Dolly Parton, “Silver Dagger”


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There really is, as the Bible says, nothing new under the sun, and that definitely applies to the music business. Songs get rearranged and changed, but some live on for decades, even centuries, simply because they tell great universal stories. When they’re delivered by master storytellers like Dolly Parton or Joan Baez, those songs find new audiences generation after generation. That’s the case with the traditional song “Silver Dagger” from Parton’s Grammy-winning album The Grass Is Blue.

The origins of “Silver Dagger” stretch back to the 19th century British Isles, to such songs as “Drowsy Sleeper” and “Who Is At My Bedroom Window?” It came out of various stories of love lost that featured a dagger as either a suicide weapon or an intimidating tool to keep suitors away. The preferred method of distributing lyrics in those days was in the form of “broadsides,” sheets of paper professionally printed to contain the words of an entire song on one side. And melodies were learned from performer to performer until they ended up becoming tradition.

While the lyrics and the melody were changed to suit countless artists over the decades, Parton’s version of what became “Silver Dagger” is the story of a young woman whose mother forbids her to marry, and the girl isn’t necessarily arguing. She’s seen what a scalawag her own father is and how he’s hurt her mother, and in the end she decides to spend her life celibate and alone. Though she’s probably also influenced by the forbidding silver dagger in Mom’s right hand that could be a problem for the man who wants to serenade the young lass.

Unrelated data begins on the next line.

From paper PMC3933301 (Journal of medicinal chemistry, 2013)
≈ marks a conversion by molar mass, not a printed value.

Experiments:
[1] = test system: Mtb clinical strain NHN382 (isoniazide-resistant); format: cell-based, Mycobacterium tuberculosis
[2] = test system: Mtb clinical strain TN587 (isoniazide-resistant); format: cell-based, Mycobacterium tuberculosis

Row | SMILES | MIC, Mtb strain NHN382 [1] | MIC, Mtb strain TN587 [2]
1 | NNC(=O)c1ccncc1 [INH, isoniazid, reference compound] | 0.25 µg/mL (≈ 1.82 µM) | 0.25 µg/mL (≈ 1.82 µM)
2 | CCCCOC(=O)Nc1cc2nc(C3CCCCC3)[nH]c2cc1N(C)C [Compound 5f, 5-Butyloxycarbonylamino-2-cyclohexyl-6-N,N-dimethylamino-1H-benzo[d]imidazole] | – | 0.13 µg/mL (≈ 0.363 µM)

Long before Parton cut it, though, Joan Baez introduced the song to the baby boomer generation on her eponymous 1960 debut album. It was a folkier and faster rendition than what Parton would later record, and was supported only by Baez’s own underrated guitar playing, where Parton’s recording features an all-star band. Baez’s version would later be used in the River Phoenix movie Dogfight. Before it ever got to the high-fidelity generation, though, one iteration or another of the song was recorded in the 1920s under different titles by such male singers as Kelly Harrell and Wilmer Watts, who revised the lyrics to be sung from a man’s point of view. In more modern times a song called “Katie Dear” (or “Katy Dear”), with male-oriented lyrics and basically the same melody, was sung by the Country Gentlemen and the Louvin Brothers. And Old Crow Medicine Show covers a combination, sort-of, of both songs on their Eutaw CD, with the name “The Silver Dagger” but the male-centric lyrics of “Katie Dear.”

A book could be written about this song, about how it originated, how it evolved through both female and male performances, and how it lives on today. In the end, a great song is a great song, and that’s exactly what “Silver Dagger” became, with excellent versions recorded by Parton and Baez.

Read the lyrics. 

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